Ageing, mortality and health care expenditures. The case of Norwegian hospitals and ambulances
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AbstractIn order to predict future health care expenditures and to understand the current financial situation, key variables that drive the expenditures have to be estimated. The aim of this thesis is to identify and estimate the impact of variables driving the health care expenditures within secondary care—in particular, the impact of age and mortality. Both the hospital expenditures and the emergency services are examined. In order to quantify the impact of mortality and age on the expenditures, data covering all inpatient hospital admissions in Norway from 1998 to 2010 and all ambulance transports for the South-Eastern Regional Health Authority (Helse Sør-Øst) for 2009 and 2010 were applied. For hospitals, both age and mortality are suggested to drive current hospital expenditures. For ambulances, distance to hospitals and age are central in explaining the variation in costs. For hospitals and ambulances, health care expenditures are found to be higher for newborns and the elderly as compared to the rest of the population. We estimate that approximately 10% of total hospital expenditures are allocated to decedents within a calendar year. With data from 2010, the share is estimated to be 10.6% (for inpatient and outpatient care), while with data from 1998–2009, the estimated share is 9.0% (for inpatient care). Furthermore, our analysis suggests that mortality-related hospital expenditures are a decreasing function of age. The connection between the concepts of steepening and the red herring hypothesis are also discussed. The red herring hypothesis states that it is time to death and not age per se that drives health care expenditures, while steepening states that health care expenditures grow faster for the elderly population than the rest of the population over time. The two concepts are found to be independent. The empirical analyses also suggest that steepening is present for the Norwegian hospital sector for the time period 1998–2009 if newborns are excluded. Furthermore, I put forth the hypothesis that steepening will be present for countries with high per capita health care expenditures in periods of increased per capita expenditures.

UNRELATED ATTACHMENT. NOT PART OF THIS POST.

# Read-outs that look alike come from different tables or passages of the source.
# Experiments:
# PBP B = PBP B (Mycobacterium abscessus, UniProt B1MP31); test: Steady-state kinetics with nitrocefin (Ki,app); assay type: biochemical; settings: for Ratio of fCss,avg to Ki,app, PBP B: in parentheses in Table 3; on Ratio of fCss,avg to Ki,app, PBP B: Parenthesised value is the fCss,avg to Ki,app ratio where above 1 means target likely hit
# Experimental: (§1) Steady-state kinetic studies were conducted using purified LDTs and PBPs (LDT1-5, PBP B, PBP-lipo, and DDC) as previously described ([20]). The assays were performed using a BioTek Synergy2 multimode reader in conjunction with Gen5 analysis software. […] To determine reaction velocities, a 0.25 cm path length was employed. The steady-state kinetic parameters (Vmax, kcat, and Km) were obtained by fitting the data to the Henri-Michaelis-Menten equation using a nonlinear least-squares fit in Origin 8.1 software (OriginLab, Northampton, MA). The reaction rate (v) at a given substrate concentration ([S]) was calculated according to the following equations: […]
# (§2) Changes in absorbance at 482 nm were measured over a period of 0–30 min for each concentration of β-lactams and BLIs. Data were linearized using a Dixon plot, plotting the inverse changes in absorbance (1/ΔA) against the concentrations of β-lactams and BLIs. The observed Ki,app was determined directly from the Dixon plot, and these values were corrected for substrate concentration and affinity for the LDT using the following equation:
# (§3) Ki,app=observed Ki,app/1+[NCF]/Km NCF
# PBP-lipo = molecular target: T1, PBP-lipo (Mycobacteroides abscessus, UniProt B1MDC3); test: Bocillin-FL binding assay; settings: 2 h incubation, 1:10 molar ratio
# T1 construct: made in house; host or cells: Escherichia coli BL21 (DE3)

List of papers
|Paper I: Hospital expenses towards the end of life, Melberg, Godager and Gregersen, 2013, Tidsskrift for Den Norske Legeforening, 8, 2013; 133: 841 – 4. Norwegian title: Sykehusutgifter mot livets slutt. Available here with permission from the publisher. The published version of this paper is available at: https://doi.org/10.4045/tidsskr.12.0802|
|Paper II: The association between age and mortality related hospital expenditures: Evidence from a complete national registry, Godager, Gregersen, in press, Nordic Journal of Health Economics. This work is licensed under a Creative Commons Attribution 3.0 License. The published version of this paper is available at: https://doi.org/10.5617/njhe.656|
|Paper III: The impact of ageing on health care expenditures: A study of steepening, Gregersen, 2013, The European Journal of Health Economics, 24 Nov 2013. Copyright The Author(s) 2013. The published version of this paper is available at: https://doi.org/10.1007/s10198-013-0541-9|
|Paper IV: Modeling and predicting the cost of providing ambulance services in Norway, Mc Arthur, Gregersen, Hagen, 2014, Journal of Transport Geography, Volume 34, January 2014, Pages 175–184. The paper is removed from the thesis in DUO due to publisher restrictions. The published version is available at: https://doi.org/10.1016/j.jtrangeo.2013.12.004|